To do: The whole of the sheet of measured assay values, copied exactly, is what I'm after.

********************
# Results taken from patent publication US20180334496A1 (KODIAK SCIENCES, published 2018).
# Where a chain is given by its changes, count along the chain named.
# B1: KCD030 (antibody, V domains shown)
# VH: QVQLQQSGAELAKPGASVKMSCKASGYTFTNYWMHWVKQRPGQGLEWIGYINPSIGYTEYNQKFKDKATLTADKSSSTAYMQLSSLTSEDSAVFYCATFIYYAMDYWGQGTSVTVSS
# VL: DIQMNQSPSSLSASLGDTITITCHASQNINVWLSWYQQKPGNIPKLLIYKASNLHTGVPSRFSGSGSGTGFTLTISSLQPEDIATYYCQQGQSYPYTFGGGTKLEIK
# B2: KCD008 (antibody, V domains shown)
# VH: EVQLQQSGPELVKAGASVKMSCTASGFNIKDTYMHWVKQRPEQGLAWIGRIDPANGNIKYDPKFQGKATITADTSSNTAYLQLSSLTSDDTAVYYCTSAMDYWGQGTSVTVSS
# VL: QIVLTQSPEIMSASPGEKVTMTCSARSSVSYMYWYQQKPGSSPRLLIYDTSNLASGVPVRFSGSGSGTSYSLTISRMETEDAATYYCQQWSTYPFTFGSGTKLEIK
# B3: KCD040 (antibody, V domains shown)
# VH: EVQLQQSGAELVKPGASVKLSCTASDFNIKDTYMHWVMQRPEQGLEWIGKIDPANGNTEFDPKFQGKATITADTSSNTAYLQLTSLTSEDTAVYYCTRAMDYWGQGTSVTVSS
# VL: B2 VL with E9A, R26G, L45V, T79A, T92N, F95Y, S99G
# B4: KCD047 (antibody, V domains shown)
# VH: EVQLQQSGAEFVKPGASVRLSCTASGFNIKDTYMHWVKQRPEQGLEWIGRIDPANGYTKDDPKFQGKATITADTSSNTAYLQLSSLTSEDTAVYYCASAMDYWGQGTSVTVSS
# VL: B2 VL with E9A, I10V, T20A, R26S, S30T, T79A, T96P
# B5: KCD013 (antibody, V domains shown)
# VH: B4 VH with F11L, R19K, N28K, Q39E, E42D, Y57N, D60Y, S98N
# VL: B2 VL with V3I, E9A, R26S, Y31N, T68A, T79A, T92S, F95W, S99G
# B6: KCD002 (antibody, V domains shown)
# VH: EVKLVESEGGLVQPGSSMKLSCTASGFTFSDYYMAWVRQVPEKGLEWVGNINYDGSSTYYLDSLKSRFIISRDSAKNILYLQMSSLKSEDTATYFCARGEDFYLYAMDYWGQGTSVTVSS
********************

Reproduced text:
# Results taken from patent publication US20180334496A1 (KODIAK SCIENCES, published 2018).
# Where a chain is given by its changes, count along the chain named.
# B1: KCD030 (antibody, V domains shown)
# VH: QVQLQQSGAELAKPGASVKMSCKASGYTFTNYWMHWVKQRPGQGLEWIGYINPSIGYTEYNQKFKDKATLTADKSSSTAYMQLSSLTSEDSAVFYCATFIYYAMDYWGQGTSVTVSS
# VL: DIQMNQSPSSLSASLGDTITITCHASQNINVWLSWYQQKPGNIPKLLIYKASNLHTGVPSRFSGSGSGTGFTLTISSLQPEDIATYYCQQGQSYPYTFGGGTKLEIK
# B2: KCD008 (antibody, V domains shown)
# VH: EVQLQQSGPELVKAGASVKMSCTASGFNIKDTYMHWVKQRPEQGLAWIGRIDPANGNIKYDPKFQGKATITADTSSNTAYLQLSSLTSDDTAVYYCTSAMDYWGQGTSVTVSS
# VL: QIVLTQSPEIMSASPGEKVTMTCSARSSVSYMYWYQQKPGSSPRLLIYDTSNLASGVPVRFSGSGSGTSYSLTISRMETEDAATYYCQQWSTYPFTFGSGTKLEIK
# B3: KCD040 (antibody, V domains shown)
# VH: EVQLQQSGAELVKPGASVKLSCTASDFNIKDTYMHWVMQRPEQGLEWIGKIDPANGNTEFDPKFQGKATITADTSSNTAYLQLTSLTSEDTAVYYCTRAMDYWGQGTSVTVSS
# VL: B2 VL with E9A, R26G, L45V, T79A, T92N, F95Y, S99G
# B4: KCD047 (antibody, V domains shown)
# VH: EVQLQQSGAEFVKPGASVRLSCTASGFNIKDTYMHWVKQRPEQGLEWIGRIDPANGYTKDDPKFQGKATITADTSSNTAYLQLSSLTSEDTAVYYCASAMDYWGQGTSVTVSS
# VL: B2 VL with E9A, I10V, T20A, R26S, S30T, T79A, T96P
# B5: KCD013 (antibody, V domains shown)
# VH: B4 VH with F11L, R19K, N28K, Q39E, E42D, Y57N, D60Y, S98N
# VL: B2 VL with V3I, E9A, R26S, Y31N, T68A, T79A, T92S, F95W, S99G
# B6: KCD002 (antibody, V domains shown)
# VH: EVKLVESEGGLVQPGSSMKLSCTASGFTFSDYYMAWVRQVPEKGLEWVGNINYDGSSTYYLDSLKSRFIISRDSAKNILYLQMSSLKSEDTATYFCARGEDFYLYAMDYWGQGTSVTVSS